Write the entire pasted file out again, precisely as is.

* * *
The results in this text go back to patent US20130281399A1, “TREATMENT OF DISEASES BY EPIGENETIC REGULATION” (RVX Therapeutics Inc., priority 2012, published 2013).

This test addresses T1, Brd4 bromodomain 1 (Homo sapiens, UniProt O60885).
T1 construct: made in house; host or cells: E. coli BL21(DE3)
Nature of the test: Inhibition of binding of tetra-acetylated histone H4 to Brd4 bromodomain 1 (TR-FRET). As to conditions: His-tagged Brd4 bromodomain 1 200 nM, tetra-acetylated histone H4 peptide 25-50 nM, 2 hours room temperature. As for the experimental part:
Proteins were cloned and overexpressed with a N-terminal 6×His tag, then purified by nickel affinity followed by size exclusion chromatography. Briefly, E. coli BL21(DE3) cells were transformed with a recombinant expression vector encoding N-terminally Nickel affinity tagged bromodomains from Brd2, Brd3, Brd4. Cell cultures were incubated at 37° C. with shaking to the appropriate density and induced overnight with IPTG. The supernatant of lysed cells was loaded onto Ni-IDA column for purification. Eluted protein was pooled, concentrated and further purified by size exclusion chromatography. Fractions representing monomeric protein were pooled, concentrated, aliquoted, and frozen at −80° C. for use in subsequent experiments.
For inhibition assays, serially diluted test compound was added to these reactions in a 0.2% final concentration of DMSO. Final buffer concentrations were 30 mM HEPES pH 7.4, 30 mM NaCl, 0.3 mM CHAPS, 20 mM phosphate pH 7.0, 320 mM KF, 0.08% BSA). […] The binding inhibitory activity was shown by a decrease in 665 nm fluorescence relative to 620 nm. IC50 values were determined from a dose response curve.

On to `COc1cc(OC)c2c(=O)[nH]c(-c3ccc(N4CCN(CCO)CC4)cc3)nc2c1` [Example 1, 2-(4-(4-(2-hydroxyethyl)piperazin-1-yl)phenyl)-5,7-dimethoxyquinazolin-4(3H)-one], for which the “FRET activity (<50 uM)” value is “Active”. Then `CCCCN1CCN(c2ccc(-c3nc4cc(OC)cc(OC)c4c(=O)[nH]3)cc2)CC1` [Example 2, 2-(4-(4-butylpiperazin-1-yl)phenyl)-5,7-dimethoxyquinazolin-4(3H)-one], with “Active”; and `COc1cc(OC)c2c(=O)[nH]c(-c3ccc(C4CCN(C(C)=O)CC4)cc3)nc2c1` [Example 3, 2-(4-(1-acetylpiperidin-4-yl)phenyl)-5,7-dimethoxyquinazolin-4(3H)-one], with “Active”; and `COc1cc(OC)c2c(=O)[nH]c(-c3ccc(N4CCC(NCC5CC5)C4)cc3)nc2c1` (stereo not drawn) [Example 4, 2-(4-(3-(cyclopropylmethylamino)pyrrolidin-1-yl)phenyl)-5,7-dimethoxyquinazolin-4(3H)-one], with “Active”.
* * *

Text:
The results in this text go back to patent US20130281399A1, “TREATMENT OF DISEASES BY EPIGENETIC REGULATION” (RVX Therapeutics Inc., priority 2012, published 2013).

This test addresses T1, Brd4 bromodomain 1 (Homo sapiens, UniProt O60885).
T1 construct: made in house; host or cells: E. coli BL21(DE3)
Nature of the test: Inhibition of binding of tetra-acetylated histone H4 to Brd4 bromodomain 1 (TR-FRET). As to conditions: His-tagged Brd4 bromodomain 1 200 nM, tetra-acetylated histone H4 peptide 25-50 nM, 2 hours room temperature. As for the experimental part:
Proteins were cloned and overexpressed with a N-terminal 6×His tag, then purified by nickel affinity followed by size exclusion chromatography. Briefly, E. coli BL21(DE3) cells were transformed with a recombinant expression vector encoding N-terminally Nickel affinity tagged bromodomains from Brd2, Brd3, Brd4. Cell cultures were incubated at 37° C. with shaking to the appropriate density and induced overnight with IPTG. The supernatant of lysed cells was loaded onto Ni-IDA column for purification. Eluted protein was pooled, concentrated and further purified by size exclusion chromatography. Fractions representing monomeric protein were pooled, concentrated, aliquoted, and frozen at −80° C. for use in subsequent experiments.
For inhibition assays, serially diluted test compound was added to these reactions in a 0.2% final concentration of DMSO. Final buffer concentrations were 30 mM HEPES pH 7.4, 30 mM NaCl, 0.3 mM CHAPS, 20 mM phosphate pH 7.0, 320 mM KF, 0.08% BSA). […] The binding inhibitory activity was shown by a decrease in 665 nm fluorescence relative to 620 nm. IC50 values were determined from a dose response curve.

On to `COc1cc(OC)c2c(=O)[nH]c(-c3ccc(N4CCN(CCO)CC4)cc3)nc2c1` [Example 1, 2-(4-(4-(2-hydroxyethyl)piperazin-1-yl)phenyl)-5,7-dimethoxyquinazolin-4(3H)-one], for which the “FRET activity (<50 uM)” value is “Active”. Then `CCCCN1CCN(c2ccc(-c3nc4cc(OC)cc(OC)c4c(=O)[nH]3)cc2)CC1` [Example 2, 2-(4-(4-butylpiperazin-1-yl)phenyl)-5,7-dimethoxyquinazolin-4(3H)-one], with “Active”; and `COc1cc(OC)c2c(=O)[nH]c(-c3ccc(C4CCN(C(C)=O)CC4)cc3)nc2c1` [Example 3, 2-(4-(1-acetylpiperidin-4-yl)phenyl)-5,7-dimethoxyquinazolin-4(3H)-one], with “Active”; and `COc1cc(OC)c2c(=O)[nH]c(-c3ccc(N4CCC(NCC5CC5)C4)cc3)nc2c1` (stereo not drawn) [Example 4, 2-(4-(3-(cyclopropylmethylamino)pyrrolidin-1-yl)phenyl)-5,7-dimethoxyquinazolin-4(3H)-one], with “Active”.